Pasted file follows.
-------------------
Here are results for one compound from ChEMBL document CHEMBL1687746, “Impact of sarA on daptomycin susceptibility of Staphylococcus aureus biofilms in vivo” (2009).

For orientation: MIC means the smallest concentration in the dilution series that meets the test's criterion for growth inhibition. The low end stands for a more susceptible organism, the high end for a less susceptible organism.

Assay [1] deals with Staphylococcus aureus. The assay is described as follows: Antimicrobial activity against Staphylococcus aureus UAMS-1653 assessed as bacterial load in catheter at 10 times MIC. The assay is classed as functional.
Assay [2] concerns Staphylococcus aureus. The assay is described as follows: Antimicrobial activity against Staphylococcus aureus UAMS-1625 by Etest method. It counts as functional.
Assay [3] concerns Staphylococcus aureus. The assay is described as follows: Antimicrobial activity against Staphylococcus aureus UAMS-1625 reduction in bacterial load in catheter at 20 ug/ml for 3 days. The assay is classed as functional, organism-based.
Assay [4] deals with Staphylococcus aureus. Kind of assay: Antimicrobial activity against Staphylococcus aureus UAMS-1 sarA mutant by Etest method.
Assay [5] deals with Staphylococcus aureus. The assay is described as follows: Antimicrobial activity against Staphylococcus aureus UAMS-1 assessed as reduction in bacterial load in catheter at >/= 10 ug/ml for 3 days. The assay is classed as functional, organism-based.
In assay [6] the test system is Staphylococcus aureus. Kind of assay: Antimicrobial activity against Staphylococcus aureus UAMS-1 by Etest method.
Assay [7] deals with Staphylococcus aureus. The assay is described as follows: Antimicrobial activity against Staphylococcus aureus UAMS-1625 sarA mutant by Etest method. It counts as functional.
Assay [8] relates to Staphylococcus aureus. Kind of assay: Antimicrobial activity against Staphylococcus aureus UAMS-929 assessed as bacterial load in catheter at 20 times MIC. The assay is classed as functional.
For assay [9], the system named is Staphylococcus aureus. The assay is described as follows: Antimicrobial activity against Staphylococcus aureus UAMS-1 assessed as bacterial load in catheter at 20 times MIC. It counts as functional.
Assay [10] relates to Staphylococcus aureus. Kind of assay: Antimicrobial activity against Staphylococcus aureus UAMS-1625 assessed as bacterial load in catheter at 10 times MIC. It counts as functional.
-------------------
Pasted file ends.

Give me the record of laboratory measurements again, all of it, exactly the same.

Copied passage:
Here are results for one compound from ChEMBL document CHEMBL1687746, “Impact of sarA on daptomycin susceptibility of Staphylococcus aureus biofilms in vivo” (2009).

For orientation: MIC means the smallest concentration in the dilution series that meets the test's criterion for growth inhibition. The low end stands for a more susceptible organism, the high end for a less susceptible organism.

Assay [1] deals with Staphylococcus aureus. The assay is described as follows: Antimicrobial activity against Staphylococcus aureus UAMS-1653 assessed as bacterial load in catheter at 10 times MIC. The assay is classed as functional.
Assay [2] concerns Staphylococcus aureus. The assay is described as follows: Antimicrobial activity against Staphylococcus aureus UAMS-1625 by Etest method. It counts as functional.
Assay [3] concerns Staphylococcus aureus. The assay is described as follows: Antimicrobial activity against Staphylococcus aureus UAMS-1625 reduction in bacterial load in catheter at 20 ug/ml for 3 days. The assay is classed as functional, organism-based.
Assay [4] deals with Staphylococcus aureus. Kind of assay: Antimicrobial activity against Staphylococcus aureus UAMS-1 sarA mutant by Etest method.
Assay [5] deals with Staphylococcus aureus. The assay is described as follows: Antimicrobial activity against Staphylococcus aureus UAMS-1 assessed as reduction in bacterial load in catheter at >/= 10 ug/ml for 3 days. The assay is classed as functional, organism-based.
In assay [6] the test system is Staphylococcus aureus. Kind of assay: Antimicrobial activity against Staphylococcus aureus UAMS-1 by Etest method.
Assay [7] deals with Staphylococcus aureus. The assay is described as follows: Antimicrobial activity against Staphylococcus aureus UAMS-1625 sarA mutant by Etest method. It counts as functional.
Assay [8] relates to Staphylococcus aureus. Kind of assay: Antimicrobial activity against Staphylococcus aureus UAMS-929 assessed as bacterial load in catheter at 20 times MIC. The assay is classed as functional.
For assay [9], the system named is Staphylococcus aureus. The assay is described as follows: Antimicrobial activity against Staphylococcus aureus UAMS-1 assessed as bacterial load in catheter at 20 times MIC. It counts as functional.
Assay [10] relates to Staphylococcus aureus. Kind of assay: Antimicrobial activity against Staphylococcus aureus UAMS-1625 assessed as bacterial load in catheter at 10 times MIC. It counts as functional.